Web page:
17 years ago this month, The Google company was founded by two students in Stanford University, Larry Page and Sergey Brin. Today, September 27, 2015 Google celebrates another Birthday since in 1998.
Every year on its birthday the Google search engine home page gets a unique drawing/doodle or alternate logo in place of the normal Google logo. You may have noticed it already if you used Google today.
Follow the link https://www.google.com/doodles/googles-17th-birthday to see the doodle archives of past Google birthday doodles and pictures of the founding Google team back from the late ’90s.
Loulla-Mae Eleftheriou-Smith from Independent describes the doodle as nostalgic and symbolic of the time period when the company began.
The doodle shows the Linux penguin toy on a desk beside an old computer and CRT tube monitor with balloons a birthday hat and gifts. The CRT screen displays the original Google homepage and logo.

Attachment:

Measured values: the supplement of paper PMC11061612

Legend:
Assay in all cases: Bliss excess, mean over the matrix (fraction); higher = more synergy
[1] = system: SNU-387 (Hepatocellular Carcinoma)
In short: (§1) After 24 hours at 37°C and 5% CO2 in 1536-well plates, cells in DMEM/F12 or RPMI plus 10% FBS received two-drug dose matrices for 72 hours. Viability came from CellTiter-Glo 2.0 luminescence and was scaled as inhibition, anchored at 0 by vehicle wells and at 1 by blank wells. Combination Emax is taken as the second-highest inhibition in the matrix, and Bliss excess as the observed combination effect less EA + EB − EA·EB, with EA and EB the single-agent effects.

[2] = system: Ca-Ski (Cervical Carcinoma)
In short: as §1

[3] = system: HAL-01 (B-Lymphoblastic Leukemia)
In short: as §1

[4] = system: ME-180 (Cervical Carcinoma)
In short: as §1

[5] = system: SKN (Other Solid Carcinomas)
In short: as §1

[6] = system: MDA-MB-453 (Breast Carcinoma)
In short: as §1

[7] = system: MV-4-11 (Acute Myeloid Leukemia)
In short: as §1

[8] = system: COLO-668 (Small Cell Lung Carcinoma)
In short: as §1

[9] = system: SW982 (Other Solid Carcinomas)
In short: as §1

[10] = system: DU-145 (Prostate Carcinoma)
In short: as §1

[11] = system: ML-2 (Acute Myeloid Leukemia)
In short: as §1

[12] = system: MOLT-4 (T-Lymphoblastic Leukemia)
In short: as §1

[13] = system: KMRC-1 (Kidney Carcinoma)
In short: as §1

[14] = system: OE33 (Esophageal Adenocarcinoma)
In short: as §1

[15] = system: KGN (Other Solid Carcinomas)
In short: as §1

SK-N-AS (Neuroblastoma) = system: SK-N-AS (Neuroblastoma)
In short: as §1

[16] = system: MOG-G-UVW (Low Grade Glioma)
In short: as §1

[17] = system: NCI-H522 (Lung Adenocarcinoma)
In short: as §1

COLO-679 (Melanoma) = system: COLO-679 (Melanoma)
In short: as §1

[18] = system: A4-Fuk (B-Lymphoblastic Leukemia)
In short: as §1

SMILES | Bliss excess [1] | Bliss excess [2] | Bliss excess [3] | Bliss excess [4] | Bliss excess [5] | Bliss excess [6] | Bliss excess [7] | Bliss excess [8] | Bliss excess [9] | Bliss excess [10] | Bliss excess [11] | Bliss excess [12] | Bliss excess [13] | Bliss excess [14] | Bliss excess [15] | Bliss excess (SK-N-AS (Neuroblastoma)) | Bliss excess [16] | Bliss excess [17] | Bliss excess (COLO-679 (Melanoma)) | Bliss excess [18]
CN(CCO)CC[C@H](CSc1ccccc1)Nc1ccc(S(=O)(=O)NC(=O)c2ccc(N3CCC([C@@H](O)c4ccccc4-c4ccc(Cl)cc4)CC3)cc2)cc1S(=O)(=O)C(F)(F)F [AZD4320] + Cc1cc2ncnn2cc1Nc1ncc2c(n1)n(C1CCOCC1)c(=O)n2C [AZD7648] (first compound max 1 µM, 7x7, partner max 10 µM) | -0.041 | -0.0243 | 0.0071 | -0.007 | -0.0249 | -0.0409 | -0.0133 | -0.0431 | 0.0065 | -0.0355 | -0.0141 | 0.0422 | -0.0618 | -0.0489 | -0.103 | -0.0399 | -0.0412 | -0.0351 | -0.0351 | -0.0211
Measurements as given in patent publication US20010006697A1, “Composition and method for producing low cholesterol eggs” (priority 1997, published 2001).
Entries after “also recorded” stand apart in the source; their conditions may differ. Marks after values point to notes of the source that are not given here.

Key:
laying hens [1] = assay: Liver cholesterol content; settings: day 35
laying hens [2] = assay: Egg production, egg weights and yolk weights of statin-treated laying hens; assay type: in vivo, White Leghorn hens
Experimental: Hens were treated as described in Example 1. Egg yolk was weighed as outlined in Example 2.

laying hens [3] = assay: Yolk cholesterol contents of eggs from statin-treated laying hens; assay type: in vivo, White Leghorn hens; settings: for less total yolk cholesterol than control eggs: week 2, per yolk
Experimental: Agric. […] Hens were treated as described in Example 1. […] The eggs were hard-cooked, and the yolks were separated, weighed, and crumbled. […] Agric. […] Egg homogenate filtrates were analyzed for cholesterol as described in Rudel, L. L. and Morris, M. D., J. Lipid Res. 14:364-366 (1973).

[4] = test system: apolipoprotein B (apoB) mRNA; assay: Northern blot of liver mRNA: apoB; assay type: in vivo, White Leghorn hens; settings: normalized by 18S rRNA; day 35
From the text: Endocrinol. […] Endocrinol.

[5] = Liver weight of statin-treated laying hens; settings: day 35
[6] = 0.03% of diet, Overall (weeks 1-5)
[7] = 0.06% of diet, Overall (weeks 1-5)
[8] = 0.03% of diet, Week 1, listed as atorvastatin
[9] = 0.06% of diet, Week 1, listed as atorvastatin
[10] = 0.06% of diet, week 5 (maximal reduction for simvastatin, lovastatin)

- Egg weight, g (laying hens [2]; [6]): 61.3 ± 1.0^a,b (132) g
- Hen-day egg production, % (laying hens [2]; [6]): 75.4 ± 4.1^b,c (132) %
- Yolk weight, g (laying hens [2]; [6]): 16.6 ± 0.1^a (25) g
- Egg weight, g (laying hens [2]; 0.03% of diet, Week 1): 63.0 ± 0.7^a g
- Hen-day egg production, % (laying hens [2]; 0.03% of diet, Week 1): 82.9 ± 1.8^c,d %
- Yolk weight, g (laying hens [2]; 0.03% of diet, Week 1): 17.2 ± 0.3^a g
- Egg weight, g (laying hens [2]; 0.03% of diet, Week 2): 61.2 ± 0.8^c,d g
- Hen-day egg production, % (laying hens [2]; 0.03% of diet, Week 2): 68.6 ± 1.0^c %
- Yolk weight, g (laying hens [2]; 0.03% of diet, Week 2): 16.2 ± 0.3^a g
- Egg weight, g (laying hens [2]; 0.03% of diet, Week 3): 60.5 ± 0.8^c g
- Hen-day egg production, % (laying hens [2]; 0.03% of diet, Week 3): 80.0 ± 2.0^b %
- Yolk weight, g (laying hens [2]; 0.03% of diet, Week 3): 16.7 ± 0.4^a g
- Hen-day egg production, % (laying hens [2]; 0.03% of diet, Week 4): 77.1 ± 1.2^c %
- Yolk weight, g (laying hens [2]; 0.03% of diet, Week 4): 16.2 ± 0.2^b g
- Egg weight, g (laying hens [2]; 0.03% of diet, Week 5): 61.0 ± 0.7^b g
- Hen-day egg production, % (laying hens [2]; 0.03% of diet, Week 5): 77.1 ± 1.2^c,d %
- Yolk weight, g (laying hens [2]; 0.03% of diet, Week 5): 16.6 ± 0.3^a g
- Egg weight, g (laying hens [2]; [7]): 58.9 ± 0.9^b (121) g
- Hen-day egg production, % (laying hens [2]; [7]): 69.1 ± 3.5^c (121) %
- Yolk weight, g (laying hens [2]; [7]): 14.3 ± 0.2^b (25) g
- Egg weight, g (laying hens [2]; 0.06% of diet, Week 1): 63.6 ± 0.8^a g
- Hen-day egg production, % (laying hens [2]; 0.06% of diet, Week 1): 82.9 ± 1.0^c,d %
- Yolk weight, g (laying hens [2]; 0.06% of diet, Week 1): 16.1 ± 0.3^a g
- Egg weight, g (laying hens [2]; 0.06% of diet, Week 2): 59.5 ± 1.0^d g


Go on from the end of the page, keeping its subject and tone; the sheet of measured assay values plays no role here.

Today, Google celebrates its birthday, but the exact day Google began is unclear since the company has changed the celebration date many times. It seems no one knows the exact date.
According to Independent:
“… the company filed incorporation papers on 4 September 1998, though it has never used this date as its birthday, and since 2005 it has marked its birthday on 8 September, 26 September, and since 2012, 27 September.”
Skunkworks is a term that sometimes describes work done by small teams that have few resources to work with and little experience, but create something innovative and amazing.
Creators of home computer software and hardware from companies like Apple, Facebook, Blizzard, and Google began with few people in their homes and garages, with a meagre budget and resources, and against the odds produced something amazing.
Today we may think of Google as a giant company with endless resources and computer equipment, but Google was just like other Skunkwork projects when founders Larry Page and Sergey Brin developed Google in their Stanford dorm room.
Google has grown up. Google is not just a search engine anymore, but producer of cars and video camera eyeglasses too. I wonder what the next 17 years of Google will bring to us.